The rules of the drinking game had been something along the lines of drinking if a statement applied to you. For example, if the statement was “whoever has been arrested” or “whoever is the youngest,” the person who that applies to would have to drink. They had started to play a few rounds of the game and I would just drink whenever they told me to. I leaned my head back on the wall behind me and started to sing the words to a Selena song that came over the speakers. I don’t know Spanish so I was probably saying the wrong words, but the music was so loud no one cared. Finally I heard one girl say my name over and over and I looked over at her and tried to make sense of what she was saying. “Rachel, you have to drink now” she yelled over the music. She told me to drink again and I laughed and obliged as I asked why I had to drink. “Because it was ‘whoever is white’” she yelled back. I tried to explain that I was only half white, but that my mom was hispanic. No one heard me over the music, so I kept drinking and we all kept playing the game.
Meditations on the Color Yellow
I asked my mom what her favorite color was. She told me it was yellow. I made a noise of disgust and asked why. She said it was a happy color.
My sister walked out in her satin, pink, and silver-beaded prom dress. She had decided the day before her junior prom that she was going to attend and it was the only dress she could find last minute. I was about to tell her she looked like a bottle of Pepto Bismol when she started to let all her friends in the door. I had never seen her friends wear anything but jeans and t-shirts and they filed into our living room like troops ready for battle. The girls all had on full-length gowns and I was in awe of the girl with fair skin and light brown hair with soft curls. Her dress was quite large and a pale yellow that reminded me of Belle, from Beauty and the Beast. So I was confused when I heard someone whisper under their breath that it wasn’t her color.
My mom tied my hair up in the tightest ponytail¾like she always did. She yanked a brush through my hair like it wasn’t attached to a 5 year-old’s head. I coughed and coughed as she doused my hair in hairspray, and she told me to stop being so dramatic. My hands were laid on my lap and I played with the skirt of my dress to distract me from the pain. The fabric was stiff like parchment paper. It was a white and yellow plaid pattern that had little yellow flowers sewn into the hems. I knew since it was such a light color I wouldn’t be able to play outside with my cousins. As my mom finished the only hairstyle she was capable of putting my hair through, she grabbed a scrunchie off the dresser that was the same fabric as my dress and put it in my hair.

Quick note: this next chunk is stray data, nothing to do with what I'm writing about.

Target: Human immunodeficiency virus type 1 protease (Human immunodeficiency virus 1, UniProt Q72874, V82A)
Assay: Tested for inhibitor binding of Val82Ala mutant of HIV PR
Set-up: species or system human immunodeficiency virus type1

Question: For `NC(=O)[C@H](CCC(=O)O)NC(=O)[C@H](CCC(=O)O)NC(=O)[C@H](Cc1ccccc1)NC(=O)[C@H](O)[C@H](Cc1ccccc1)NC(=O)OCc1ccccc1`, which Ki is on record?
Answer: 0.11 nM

We sat around the kitchen table having breakfast and my dad yelled at our cat for trying to catch flies that landed on the cracked, yellow-painted walls.
I walked barefoot down the hospital hall, clinging to the railing meant for the actual sick. My family’s car wreck didn’t do much damage to me, but my seven-year-old body was so sore it hurt to even laugh, though I wasn’t doing much of that. My Aunt Mary saw me coming from the waiting room and greeted me with a relieved sigh¾I think I might have been the first victim of the accident she saw, other than my parents. When I finally made it to the waiting room she handed me a bright yellow Wendy’s bag and told me I needed to eat something. I sat next to my cousin and he asked if I was alright, I might have said yes. Then I threw up into the Wendy’s bag.
There were baskets that were filled with things no one would normally buy at the raffle contest my neighborhood had. Everyone was putting in their tickets for the basket with candy and DVDs. I put all of mine in a soft-yellow, woven basket filled with jewelry and I won. When I brought it home, my mom kept most of the jewelry because it was “too grown up” for me and told me I could keep the basket.
My grandma drove to my school to bring an outfit for me to wear to my friend’s dad’s funeral. It was the same dress I had worn to Easter mass¾mostly black with yellow flower petals printed on the bottom half. My seventh-grade class walked from the school over to the church and filed into a pew toward the back. I had never met her dad before. It was the first time when they brought him down the aisle in a coffin. The pamphlets they handed out were a faded beige and felt like napkins. It had his picture on the front and inside there were pictures of my friend and her family. Their smiles were beaming. As they walked in after their dad, my friend and her mom had puffy red eyes and her five-year-old sister’s face was blank.